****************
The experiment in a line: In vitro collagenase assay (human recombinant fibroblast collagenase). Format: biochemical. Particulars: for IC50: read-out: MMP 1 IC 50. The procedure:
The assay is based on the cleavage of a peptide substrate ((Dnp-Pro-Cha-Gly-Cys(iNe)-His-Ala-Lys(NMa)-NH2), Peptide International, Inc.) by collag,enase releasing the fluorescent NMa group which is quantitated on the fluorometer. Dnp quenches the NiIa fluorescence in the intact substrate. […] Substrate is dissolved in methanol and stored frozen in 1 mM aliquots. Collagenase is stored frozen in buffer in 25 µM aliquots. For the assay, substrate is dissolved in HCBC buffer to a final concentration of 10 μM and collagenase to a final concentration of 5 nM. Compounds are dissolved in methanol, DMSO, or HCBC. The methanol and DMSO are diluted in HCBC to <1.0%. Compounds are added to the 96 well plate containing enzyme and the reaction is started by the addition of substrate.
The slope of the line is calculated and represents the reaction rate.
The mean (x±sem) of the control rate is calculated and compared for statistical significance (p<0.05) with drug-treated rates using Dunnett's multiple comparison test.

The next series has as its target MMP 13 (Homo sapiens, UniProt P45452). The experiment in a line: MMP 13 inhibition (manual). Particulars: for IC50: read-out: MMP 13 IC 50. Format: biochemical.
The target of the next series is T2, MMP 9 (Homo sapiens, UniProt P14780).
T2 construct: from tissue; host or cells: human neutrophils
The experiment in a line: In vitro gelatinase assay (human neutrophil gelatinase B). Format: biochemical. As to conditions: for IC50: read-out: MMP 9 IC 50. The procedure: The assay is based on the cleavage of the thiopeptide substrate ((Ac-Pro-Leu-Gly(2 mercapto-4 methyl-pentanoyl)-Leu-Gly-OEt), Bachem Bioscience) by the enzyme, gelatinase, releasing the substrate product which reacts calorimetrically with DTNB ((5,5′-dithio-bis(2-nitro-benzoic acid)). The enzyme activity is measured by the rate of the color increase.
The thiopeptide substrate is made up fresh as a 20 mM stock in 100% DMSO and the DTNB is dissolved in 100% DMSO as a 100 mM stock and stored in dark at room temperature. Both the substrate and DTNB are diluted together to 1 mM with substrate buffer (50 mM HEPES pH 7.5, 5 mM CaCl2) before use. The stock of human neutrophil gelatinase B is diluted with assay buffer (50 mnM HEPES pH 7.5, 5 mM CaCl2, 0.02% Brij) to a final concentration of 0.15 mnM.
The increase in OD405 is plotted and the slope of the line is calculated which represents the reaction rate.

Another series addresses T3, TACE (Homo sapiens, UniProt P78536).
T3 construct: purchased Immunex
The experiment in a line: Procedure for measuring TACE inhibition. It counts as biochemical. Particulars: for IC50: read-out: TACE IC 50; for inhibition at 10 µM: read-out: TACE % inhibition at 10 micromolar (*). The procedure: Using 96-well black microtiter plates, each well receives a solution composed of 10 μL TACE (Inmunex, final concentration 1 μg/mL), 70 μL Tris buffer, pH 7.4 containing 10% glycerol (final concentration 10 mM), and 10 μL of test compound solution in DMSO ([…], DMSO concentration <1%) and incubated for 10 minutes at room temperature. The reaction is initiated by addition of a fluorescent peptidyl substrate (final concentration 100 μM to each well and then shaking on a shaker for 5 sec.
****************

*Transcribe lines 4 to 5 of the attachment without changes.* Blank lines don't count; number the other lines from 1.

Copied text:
The mean (x±sem) of the control rate is calculated and compared for statistical significance (p<0.05) with drug-treated rates using Dunnett's multiple comparison test.

The next series has as its target MMP 13 (Homo sapiens, UniProt P45452). The experiment in a line: MMP 13 inhibition (manual). Particulars: for IC50: read-out: MMP 13 IC 50. Format: biochemical.